A year is a long time. That profound opening sentence must have got you thinking. looking at some of the kudaranai (trifling/worthless) news topics recently, it is easy to forget what happened nearly a year ago, when Japan nearly died. It is as if the nation`s emergency bypass surgery has been forgotten, and the regular dialysis now an accepted part of life – yet one big aftershock or new tremor and the country will be back in intensive care, or worse.
I still can not quite understand how Japan can even contemplate going back on the nuclear drug: the addiction must be acute.
After a three-week absence, I revisited the anti-nuclear protest tents this afternoon. Not much had changed, except in the men`s tent there was a girl. She was pleased to see another young person, an improvement in the tayosei (diversity), she said.
Her interest in the protest came from a disturbing encounter with a frightened girl from Fukushima who was panicking that the radiation she has already been exposed to will prevent her having children.
The men’s tent was busy. Men in their 60s kept coming and going, many of them veterans of 1960s and 1970s protest movements. One of the old men – perhaps I should call him senior rather than old – sat down and chatted to us: he explained it was important to spread seeds of protest to youngsters, otherwise in the future nobody will know how to demonstrate.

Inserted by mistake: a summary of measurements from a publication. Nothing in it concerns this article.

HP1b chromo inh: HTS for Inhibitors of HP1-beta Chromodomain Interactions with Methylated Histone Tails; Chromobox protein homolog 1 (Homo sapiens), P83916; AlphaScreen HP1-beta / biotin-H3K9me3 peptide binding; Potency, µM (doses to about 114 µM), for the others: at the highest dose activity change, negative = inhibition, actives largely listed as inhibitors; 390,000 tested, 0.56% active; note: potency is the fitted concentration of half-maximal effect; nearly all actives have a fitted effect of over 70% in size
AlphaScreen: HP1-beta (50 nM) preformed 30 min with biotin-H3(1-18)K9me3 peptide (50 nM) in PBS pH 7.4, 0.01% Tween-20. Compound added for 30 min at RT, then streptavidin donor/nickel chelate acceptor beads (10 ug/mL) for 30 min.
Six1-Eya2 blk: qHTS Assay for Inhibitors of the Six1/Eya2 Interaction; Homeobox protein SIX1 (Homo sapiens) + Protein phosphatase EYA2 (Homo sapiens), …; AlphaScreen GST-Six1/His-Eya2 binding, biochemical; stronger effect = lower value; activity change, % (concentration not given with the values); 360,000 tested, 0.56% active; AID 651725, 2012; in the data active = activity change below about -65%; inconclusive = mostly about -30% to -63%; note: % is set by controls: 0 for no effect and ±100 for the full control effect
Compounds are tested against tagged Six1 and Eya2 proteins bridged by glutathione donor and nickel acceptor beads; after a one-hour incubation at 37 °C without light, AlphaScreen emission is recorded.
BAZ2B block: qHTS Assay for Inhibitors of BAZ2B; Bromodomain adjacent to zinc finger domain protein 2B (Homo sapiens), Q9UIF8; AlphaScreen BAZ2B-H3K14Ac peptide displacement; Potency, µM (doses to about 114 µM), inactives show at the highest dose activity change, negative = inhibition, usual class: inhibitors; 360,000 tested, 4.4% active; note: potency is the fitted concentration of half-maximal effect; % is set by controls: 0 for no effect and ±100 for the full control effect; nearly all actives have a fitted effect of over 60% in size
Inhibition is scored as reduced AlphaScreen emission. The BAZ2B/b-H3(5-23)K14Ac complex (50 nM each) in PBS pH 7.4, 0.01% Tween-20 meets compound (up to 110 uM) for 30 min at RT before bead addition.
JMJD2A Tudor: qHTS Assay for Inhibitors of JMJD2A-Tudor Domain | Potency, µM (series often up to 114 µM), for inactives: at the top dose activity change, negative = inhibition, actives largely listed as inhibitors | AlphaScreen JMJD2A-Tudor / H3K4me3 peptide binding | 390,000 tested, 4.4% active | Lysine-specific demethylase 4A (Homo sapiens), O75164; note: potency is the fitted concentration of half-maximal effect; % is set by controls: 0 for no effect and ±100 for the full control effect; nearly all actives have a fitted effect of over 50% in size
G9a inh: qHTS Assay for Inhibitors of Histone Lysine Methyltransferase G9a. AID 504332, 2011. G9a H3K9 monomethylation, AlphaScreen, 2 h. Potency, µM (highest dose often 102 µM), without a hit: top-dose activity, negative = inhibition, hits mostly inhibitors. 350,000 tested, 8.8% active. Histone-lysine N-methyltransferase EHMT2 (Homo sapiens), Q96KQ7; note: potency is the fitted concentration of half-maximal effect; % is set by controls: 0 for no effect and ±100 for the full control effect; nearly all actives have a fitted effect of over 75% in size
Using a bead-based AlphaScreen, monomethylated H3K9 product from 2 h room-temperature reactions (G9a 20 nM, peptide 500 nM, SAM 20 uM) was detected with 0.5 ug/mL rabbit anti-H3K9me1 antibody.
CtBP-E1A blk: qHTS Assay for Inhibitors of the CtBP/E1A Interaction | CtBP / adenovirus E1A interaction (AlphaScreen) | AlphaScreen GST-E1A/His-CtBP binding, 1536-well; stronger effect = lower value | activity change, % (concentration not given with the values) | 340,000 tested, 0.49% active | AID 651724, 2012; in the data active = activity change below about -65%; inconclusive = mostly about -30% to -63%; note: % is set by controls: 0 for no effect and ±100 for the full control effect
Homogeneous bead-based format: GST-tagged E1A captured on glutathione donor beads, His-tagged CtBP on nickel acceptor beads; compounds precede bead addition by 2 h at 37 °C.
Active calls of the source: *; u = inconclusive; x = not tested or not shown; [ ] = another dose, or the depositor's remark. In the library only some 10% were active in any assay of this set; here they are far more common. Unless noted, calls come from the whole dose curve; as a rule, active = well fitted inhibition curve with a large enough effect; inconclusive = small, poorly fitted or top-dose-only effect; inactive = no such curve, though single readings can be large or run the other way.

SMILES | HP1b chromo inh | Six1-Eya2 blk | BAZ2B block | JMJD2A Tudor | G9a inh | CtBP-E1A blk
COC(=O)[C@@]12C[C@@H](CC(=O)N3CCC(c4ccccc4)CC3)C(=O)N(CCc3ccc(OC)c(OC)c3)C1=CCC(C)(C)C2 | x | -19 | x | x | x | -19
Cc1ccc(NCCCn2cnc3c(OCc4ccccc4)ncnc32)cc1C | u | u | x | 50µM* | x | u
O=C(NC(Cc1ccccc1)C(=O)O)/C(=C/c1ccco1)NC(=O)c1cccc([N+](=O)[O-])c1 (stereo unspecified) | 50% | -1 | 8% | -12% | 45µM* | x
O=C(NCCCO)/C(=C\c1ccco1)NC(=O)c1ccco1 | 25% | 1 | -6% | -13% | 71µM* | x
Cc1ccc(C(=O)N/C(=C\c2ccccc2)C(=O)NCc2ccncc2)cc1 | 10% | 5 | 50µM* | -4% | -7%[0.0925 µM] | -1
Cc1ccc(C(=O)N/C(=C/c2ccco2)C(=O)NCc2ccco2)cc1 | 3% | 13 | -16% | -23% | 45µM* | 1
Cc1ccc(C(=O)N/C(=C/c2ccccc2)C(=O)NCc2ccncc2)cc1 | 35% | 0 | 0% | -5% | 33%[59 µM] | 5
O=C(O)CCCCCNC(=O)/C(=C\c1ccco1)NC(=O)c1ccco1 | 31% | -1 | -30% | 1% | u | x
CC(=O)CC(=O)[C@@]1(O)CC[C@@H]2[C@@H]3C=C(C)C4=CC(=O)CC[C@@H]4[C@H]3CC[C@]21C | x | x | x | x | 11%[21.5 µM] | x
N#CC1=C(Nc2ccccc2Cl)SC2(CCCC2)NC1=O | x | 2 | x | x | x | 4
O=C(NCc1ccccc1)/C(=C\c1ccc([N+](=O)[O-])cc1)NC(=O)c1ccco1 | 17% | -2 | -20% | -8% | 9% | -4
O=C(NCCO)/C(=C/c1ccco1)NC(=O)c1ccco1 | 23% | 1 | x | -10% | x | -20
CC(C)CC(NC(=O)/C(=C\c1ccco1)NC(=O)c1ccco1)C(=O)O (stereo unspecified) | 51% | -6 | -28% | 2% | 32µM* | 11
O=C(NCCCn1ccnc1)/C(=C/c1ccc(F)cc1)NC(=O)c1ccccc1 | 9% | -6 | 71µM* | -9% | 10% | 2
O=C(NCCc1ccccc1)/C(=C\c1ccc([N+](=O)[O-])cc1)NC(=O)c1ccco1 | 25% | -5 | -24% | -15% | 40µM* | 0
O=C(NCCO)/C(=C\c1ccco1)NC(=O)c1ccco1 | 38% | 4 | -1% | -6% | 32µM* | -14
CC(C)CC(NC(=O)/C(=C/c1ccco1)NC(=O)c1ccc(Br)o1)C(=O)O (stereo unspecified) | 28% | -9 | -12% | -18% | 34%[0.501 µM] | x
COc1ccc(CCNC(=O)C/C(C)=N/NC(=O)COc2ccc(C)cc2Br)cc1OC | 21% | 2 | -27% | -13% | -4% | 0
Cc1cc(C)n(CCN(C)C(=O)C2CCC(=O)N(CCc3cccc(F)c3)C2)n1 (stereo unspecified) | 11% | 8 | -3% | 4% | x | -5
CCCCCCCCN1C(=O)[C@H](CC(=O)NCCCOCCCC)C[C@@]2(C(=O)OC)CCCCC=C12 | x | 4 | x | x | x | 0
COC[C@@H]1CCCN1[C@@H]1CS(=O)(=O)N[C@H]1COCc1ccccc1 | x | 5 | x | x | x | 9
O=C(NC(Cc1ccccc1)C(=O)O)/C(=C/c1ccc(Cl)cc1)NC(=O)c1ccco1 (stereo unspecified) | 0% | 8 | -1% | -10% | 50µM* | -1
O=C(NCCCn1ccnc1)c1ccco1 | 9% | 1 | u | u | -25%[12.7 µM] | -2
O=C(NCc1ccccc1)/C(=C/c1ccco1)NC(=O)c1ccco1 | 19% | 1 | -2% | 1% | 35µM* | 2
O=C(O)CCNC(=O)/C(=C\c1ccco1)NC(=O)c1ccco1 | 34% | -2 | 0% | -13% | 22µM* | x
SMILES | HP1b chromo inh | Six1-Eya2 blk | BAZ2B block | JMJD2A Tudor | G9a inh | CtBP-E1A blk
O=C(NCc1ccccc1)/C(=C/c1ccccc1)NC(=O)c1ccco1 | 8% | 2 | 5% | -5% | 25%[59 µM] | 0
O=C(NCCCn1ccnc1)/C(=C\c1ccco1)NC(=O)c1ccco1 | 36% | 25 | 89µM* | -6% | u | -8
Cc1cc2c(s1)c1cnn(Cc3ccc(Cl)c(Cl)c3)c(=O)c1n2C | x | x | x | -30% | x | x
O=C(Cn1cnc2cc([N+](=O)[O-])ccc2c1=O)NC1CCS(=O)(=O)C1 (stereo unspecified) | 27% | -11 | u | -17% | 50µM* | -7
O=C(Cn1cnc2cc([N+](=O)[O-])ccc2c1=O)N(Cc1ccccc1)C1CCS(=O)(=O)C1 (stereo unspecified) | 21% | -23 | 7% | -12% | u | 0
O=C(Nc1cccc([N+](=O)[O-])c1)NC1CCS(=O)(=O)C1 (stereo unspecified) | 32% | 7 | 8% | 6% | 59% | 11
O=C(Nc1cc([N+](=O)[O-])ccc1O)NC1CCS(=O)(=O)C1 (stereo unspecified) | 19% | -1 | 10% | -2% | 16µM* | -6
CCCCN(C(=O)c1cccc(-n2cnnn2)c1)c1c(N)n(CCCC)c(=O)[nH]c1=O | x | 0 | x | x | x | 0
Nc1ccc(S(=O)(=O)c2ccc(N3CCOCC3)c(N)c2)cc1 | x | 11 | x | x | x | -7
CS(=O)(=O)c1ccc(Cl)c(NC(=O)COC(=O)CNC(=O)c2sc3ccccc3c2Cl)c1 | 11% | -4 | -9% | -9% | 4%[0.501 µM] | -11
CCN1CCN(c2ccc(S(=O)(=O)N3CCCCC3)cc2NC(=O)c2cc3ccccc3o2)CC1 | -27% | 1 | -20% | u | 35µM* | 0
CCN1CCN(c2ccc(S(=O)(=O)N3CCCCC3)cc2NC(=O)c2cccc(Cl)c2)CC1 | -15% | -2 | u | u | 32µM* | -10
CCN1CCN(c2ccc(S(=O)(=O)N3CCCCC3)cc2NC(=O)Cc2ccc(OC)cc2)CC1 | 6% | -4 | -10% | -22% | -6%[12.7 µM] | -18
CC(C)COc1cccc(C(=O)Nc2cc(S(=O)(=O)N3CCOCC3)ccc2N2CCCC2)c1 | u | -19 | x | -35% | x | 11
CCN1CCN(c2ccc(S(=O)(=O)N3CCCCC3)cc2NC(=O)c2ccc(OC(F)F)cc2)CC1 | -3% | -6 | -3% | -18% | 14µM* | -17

Perhaps the new breed will just break into shoe shops.
Sitting on a fold-up chair inside the tent, I was well looked after. Senior 2 gave me a paper cup of orange juice. Then a young lad, inexplicably dressed like a 1920s golfer, gave me a sashire (donated) doughnut.
Senior 3 asked me about nuclear plants in England, leukemia outbreaks and radiation in the Irish Sea. I had no idea how to answer, in English or Japanese; he might as well have asked me to explain how my colon works.
So I hit back with a question of my own.
“Isn`t radiation damage hard to prove?”
“No, it`s not. There is plenty of data that proves it. The government just chooses not to saiyo (accept) it,” Senior 3 said.
The Seniors were well-informed and willing to talk to me. I hope I can remember some of it.
I left the mens tent before darkness came, and just after the doughnuts had run out. Outside Seniors 4,5 and 6 were looking puzzled. They were gazing at a small concrete platform, a platform with two steps.
Speakers climb onto this platform to make speeches. But apparently some older demonstrators have complained of memai (dizziness) when speaking. The Seniors were planning to make the platform lower: at that moment Senior 7 was crouched down trying to knock the second step away. One step seems enough of a challenge for the current batch of protestors.